Every time when I change something in a buffer, and then I decided to install a package from packages.el, Emacs is repeatingly asking me if I want to save the other buffers, because it's changed.

I fail to understand the relation between this buffer and the installation of a package. On the internet I found no suitable answer.

Anyone care to explain the logic behind this?

Thanks in advance.

  • Please provide a recipe, so we know just what you are talking about. It sounds like Emacs is about to kill a buffer that has been modified, and is letting you know that so you can save it first.
    – Drew
    Commented Apr 24, 2016 at 0:43
  • See also emacs.stackexchange.com/questions/21347/…
    – wasamasa
    Commented Apr 24, 2016 at 9:37

1 Answer 1


There isn't a lot of logic behind this. At least, not in the sense of a conscious decision. It's more of a feature of the compilation process that really doesn't apply to package management but nobody has bothered to fix it yet.

Whenever Emacs is about to compile something it asks you if you want to save edited buffers. That's actually something very useful, and makes perfect sense when you're compiling some code you're working on.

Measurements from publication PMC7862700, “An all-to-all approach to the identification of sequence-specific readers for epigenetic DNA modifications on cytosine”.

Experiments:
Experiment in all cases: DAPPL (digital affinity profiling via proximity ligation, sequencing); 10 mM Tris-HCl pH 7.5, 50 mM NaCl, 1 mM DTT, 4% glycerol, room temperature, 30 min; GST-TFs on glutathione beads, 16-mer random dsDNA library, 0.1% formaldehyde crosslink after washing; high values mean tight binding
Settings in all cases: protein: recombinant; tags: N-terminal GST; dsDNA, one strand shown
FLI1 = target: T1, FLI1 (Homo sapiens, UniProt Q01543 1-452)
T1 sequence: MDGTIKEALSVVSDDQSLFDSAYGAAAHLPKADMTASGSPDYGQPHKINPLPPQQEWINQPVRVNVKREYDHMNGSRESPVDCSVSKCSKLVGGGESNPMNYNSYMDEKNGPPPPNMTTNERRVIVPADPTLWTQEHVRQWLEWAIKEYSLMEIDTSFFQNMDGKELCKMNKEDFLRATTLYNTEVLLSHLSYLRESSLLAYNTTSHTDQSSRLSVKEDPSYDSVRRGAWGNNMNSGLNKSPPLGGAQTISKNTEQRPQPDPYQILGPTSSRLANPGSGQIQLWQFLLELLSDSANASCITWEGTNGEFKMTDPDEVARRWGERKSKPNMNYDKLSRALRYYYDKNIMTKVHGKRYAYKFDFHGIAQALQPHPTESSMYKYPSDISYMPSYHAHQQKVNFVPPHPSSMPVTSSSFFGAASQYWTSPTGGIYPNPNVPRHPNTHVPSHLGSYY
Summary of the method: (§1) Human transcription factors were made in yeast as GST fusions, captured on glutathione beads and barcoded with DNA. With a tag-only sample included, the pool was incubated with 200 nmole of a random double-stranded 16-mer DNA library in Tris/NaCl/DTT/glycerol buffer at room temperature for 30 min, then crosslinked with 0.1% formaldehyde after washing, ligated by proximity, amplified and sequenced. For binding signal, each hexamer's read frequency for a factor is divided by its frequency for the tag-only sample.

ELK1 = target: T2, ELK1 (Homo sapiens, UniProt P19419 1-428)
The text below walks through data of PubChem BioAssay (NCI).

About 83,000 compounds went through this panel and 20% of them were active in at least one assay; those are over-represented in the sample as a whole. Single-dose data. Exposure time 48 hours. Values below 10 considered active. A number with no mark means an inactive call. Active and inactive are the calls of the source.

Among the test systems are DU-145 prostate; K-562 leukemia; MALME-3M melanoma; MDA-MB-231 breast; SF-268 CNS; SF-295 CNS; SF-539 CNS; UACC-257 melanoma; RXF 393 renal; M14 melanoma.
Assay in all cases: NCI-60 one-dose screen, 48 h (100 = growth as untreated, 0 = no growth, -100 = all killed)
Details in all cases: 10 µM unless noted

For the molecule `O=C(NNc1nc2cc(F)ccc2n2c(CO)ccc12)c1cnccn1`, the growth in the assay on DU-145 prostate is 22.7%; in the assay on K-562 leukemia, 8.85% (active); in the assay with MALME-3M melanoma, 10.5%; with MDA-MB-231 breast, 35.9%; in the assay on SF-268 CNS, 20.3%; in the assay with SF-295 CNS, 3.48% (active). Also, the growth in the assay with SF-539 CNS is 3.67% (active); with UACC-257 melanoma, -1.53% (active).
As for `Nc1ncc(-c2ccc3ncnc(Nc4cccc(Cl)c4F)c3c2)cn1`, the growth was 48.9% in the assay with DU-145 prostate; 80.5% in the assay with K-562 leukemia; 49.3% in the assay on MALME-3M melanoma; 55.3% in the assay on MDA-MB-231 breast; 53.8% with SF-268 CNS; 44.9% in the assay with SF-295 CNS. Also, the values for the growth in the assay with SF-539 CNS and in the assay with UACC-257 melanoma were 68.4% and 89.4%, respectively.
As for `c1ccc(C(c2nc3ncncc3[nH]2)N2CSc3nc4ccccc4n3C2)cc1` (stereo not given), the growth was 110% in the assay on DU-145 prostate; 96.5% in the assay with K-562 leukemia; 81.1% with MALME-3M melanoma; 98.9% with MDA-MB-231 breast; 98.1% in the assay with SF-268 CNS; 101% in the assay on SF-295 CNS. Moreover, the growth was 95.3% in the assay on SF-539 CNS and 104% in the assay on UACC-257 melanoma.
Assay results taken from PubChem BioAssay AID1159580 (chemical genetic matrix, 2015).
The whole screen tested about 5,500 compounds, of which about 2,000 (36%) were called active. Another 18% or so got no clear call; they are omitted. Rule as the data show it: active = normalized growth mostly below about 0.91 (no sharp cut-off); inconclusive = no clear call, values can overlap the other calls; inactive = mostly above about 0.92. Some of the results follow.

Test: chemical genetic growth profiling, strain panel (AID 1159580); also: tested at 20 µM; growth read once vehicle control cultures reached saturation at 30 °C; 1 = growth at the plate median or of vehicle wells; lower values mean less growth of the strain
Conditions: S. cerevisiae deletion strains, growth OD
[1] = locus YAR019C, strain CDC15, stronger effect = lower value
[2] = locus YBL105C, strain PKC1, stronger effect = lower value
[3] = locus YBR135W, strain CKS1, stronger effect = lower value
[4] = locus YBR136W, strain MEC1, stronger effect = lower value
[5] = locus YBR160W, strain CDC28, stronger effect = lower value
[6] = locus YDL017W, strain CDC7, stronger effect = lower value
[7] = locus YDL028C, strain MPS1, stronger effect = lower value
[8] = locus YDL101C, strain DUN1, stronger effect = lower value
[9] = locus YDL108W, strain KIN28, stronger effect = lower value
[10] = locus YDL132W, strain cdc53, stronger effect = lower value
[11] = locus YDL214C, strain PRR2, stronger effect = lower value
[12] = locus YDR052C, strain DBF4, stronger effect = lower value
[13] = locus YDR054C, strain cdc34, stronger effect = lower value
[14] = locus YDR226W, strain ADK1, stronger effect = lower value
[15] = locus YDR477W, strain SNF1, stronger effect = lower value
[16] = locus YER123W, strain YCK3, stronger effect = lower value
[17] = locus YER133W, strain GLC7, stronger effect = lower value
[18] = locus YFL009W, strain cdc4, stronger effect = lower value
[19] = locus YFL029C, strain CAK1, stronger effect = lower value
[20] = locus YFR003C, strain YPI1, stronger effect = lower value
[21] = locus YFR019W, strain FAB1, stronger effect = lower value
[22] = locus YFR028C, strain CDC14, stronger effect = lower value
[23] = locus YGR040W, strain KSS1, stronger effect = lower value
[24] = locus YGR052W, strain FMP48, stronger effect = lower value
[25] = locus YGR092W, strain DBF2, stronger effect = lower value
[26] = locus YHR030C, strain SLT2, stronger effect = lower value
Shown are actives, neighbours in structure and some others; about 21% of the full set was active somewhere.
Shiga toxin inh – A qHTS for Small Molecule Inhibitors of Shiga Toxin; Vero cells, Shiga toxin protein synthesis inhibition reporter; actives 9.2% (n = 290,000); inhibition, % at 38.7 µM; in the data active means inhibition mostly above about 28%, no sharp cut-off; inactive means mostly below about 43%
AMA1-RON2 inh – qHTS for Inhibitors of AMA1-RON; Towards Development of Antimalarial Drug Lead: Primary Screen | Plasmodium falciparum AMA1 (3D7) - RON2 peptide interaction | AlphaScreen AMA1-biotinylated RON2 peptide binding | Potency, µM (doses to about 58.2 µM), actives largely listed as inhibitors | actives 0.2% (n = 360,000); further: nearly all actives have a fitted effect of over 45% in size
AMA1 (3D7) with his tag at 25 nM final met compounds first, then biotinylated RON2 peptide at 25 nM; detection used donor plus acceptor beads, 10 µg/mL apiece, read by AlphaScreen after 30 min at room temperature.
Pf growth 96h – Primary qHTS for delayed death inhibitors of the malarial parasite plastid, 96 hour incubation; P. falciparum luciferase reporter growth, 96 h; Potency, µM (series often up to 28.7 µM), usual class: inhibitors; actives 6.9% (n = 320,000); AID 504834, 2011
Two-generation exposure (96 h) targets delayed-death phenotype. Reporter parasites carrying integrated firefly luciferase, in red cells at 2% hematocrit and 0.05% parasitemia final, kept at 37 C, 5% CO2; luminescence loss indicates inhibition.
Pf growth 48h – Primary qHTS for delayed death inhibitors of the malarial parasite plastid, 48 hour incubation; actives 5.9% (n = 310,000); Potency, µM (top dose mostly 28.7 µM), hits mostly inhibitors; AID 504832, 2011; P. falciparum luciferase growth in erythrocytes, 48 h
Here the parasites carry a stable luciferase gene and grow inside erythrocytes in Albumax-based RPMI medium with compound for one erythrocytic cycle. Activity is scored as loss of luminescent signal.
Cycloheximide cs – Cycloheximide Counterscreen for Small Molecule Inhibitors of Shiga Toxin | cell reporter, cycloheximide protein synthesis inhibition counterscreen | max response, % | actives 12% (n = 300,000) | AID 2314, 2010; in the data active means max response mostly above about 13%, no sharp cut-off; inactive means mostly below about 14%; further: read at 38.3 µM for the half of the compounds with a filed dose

In particular, this applies to the byte compiler, which compiles Elisp files. And one of the steps of installing a package is to byte compile it. When this happens, Emacs will do its usual routine of asking you to save stuff, even though it doesn't really matter here.

  • Thanks for your reply. It makes sense then. It's even asking to save org-files, php-files, Javascript files etc who all cannot be compiled. Poor boy when package.el tells you you can upgrade 40 packages, and you just do it. Then you need to confirm/deny for every unsaved buffer that you don't want to save it.
    – ReneFroger
    Commented Apr 24, 2016 at 9:12

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